When the Harry Chapin Food Bank of Southwest Florida opened its doors as the Lee County Food Cooperative in 1983, who could have imagined that 35 years later the food bank would distribute 22,300,000 pounds of food in a single year?
The food bank's reach has grown from a handful of partner agencies to more than 150 today. Through food pantries, soup kitchens, emergency shelters and disaster relief agencies, the food bank keeps hunger at bay for nearly 160,000 individuals (50,000 of them children) each year. They may be laid off, underemployed, dealing with illness, trying to recover lost wages or facing damages to home and property.
"We're still here leading our community in the fight to end hunger," said Richard LeBer, president and CEO. This anniversary year, the food bank is more deeply committed than ever to its vision that "no one has to go hungry."
A United Way partner agency, "the food bank is doing a tremendous job of expanding its programs and working with its affiliated agencies to feed hungry children, families, elderly and individuals," said Cliff Smith, president, United Way of Lee, Hendry, Glades and Okeechobee. "The tremendous passion for feeding people exhibited by the staff, board and volunteers make them truly a role model for all of us."
Proud milestones along the way:
History of the Harry Chapin Food Bank of Southwest Florida
While hunger, homelessness, poverty, and unemployment have always been present in the United States, these problems grew worse in the 1980's. The federal government's decision to withdraw funding from hundreds of state mental institutions, the energetic stigmatization (deserved or not) of those subsisting the "welfare state," widespread layoffs in our nation's manufacturing sector, and growing numbers of Americans seeking emergency food were just a few of the factors and indicators related to the rise of these problems in the 1980's.
Because of these problems, the 1980's also saw the emergence of "Food Banks" across America - organizations that recover, transport, stabilize, and distribute emergency food from a central, refrigerated warehouse to a network of non-profit agencies providing direct distribution to people at risk of hunger. Few would have suggested back then that these food banks - members of America's Second Harvest, the Nation's Food Bank Network - would by 2005 be recovering over 2 billion pounds of fresh, frozen, boxed, and canned food and distributing it to 24 million Americans in need of emergency food each year.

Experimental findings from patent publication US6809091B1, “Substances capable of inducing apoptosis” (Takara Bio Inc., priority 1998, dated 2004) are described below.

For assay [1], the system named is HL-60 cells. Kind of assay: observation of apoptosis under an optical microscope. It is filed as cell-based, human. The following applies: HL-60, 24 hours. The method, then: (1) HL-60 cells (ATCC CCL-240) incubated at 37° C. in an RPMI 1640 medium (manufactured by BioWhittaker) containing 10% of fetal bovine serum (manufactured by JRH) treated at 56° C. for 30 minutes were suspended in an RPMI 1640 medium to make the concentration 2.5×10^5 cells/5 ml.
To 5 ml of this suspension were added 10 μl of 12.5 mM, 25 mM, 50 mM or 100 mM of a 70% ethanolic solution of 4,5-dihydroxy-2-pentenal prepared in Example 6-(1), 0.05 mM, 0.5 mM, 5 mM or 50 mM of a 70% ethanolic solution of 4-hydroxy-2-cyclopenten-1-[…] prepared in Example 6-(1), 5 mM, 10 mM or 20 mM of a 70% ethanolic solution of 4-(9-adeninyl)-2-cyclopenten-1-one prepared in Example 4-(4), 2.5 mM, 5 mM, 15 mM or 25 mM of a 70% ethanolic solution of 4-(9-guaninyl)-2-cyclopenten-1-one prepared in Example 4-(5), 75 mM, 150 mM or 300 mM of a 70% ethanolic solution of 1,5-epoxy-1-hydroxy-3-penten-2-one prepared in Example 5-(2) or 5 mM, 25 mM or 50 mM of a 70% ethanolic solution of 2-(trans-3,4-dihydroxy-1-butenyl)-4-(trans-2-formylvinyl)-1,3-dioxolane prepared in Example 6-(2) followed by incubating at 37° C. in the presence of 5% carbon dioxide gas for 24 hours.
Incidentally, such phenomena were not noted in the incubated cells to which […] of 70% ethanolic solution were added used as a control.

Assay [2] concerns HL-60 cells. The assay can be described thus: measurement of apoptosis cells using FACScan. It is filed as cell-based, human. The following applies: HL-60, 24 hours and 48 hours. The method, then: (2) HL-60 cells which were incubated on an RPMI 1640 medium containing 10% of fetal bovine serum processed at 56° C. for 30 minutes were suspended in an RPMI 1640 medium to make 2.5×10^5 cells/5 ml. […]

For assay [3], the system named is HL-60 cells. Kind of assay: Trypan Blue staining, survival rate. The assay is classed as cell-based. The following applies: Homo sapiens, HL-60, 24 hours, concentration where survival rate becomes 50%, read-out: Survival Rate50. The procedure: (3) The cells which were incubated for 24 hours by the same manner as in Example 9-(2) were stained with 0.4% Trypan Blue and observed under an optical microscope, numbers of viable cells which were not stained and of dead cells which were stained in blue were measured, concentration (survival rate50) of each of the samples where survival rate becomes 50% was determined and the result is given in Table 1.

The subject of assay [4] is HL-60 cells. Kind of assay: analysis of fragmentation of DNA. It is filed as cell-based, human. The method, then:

The Harry Chapin Food Bank of Southwest Florida was one of the 200+ food banks born in the late 1970's and early 1980's. At it's inception in 1983, the food bank was known as the Lee County Food Cooperative. The Cooperative's primary responsibility was to help distribute the huge surpluses of cheese and other dairy commodities held by the federal government. Almost immediately, the Cooperative began recovering other food from retailers and growers. Throughout the 1980's, the Cooperative grew in size and effectiveness, earning the reputation it deserves today as the #1 safety net for the hungry in Southwest Florida. In the late 198's, the Cooperative changed its name to the Southwest Florida Food Bank to reflect its regional service area.
Fortunately, the late 1980's saw new attention to the challenge of human hunger. With instant news reporting, the nation now saw first hand the effects of human starvation in faraway counties like Biafra and Bangladesh. In the U.S., the hunger and poverty of Appalachia, the Mississippi Delta, and in America's inner cities were no longer invisible. The problem of childhood hunger began to attract attention.
Part of this new attention to hunger in the 1980's came through music, stories, and acts of conscience that would later manifest themselves in events like Live Aid or songs like "We Are the World." One of the most inspiring individuals at the start of America's growing conscientious about hunger was Harry Chapin. Harry was a popular folk/rock performer (Taxi, Cats in the Cradle) who donated the proceeds from every other concert he gave to end hunger. He also co-founded the World Hunger Year. Harry spent a great deal of time on Capitol Hill convincing Members of Congress and their staff to enact to enact solutions to the solvable problem of hunger. Tragically, Harry Chapin died in a car accident in 1981 at the age of 39. In 1987, Harry was posthumously awarded the Special Congressional Gold Medal for his tireless fight against hunger.